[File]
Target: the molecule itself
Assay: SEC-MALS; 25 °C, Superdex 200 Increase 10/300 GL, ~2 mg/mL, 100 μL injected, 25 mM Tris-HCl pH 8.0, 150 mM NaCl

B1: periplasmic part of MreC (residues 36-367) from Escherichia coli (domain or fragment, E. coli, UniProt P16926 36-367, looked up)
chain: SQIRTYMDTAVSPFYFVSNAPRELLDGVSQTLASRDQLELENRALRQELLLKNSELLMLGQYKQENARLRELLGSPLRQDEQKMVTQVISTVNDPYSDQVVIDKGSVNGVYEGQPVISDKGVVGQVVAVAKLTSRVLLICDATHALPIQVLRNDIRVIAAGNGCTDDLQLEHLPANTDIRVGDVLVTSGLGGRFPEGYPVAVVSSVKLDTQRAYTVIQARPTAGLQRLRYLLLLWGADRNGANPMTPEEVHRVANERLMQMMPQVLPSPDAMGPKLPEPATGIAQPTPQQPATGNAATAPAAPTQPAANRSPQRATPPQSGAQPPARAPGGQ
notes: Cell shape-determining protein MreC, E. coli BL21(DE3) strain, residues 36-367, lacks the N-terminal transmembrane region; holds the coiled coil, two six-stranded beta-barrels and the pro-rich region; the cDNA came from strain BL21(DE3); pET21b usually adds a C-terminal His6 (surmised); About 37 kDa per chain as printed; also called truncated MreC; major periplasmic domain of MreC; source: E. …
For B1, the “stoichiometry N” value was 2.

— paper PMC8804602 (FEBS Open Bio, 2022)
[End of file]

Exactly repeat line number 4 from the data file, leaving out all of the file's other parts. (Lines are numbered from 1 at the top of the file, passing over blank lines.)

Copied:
chain: SQIRTYMDTAVSPFYFVSNAPRELLDGVSQTLASRDQLELENRALRQELLLKNSELLMLGQYKQENARLRELLGSPLRQDEQKMVTQVISTVNDPYSDQVVIDKGSVNGVYEGQPVISDKGVVGQVVAVAKLTSRVLLICDATHALPIQVLRNDIRVIAAGNGCTDDLQLEHLPANTDIRVGDVLVTSGLGGRFPEGYPVAVVSSVKLDTQRAYTVIQARPTAGLQRLRYLLLLWGADRNGANPMTPEEVHRVANERLMQMMPQVLPSPDAMGPKLPEPATGIAQPTPQQPATGNAATAPAAPTQPAANRSPQRATPPQSGAQPPARAPGGQ